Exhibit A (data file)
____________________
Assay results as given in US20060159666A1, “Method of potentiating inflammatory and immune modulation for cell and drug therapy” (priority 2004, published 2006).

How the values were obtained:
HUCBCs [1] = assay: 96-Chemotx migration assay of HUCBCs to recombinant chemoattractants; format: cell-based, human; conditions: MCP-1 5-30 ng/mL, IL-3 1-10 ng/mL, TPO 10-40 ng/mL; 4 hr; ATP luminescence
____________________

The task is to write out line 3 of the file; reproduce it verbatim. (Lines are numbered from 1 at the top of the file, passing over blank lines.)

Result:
HUCBCs [1] = assay: 96-Chemotx migration assay of HUCBCs to recombinant chemoattractants; format: cell-based, human; conditions: MCP-1 5-30 ng/mL, IL-3 1-10 ng/mL, TPO 10-40 ng/mL; 4 hr; ATP luminescence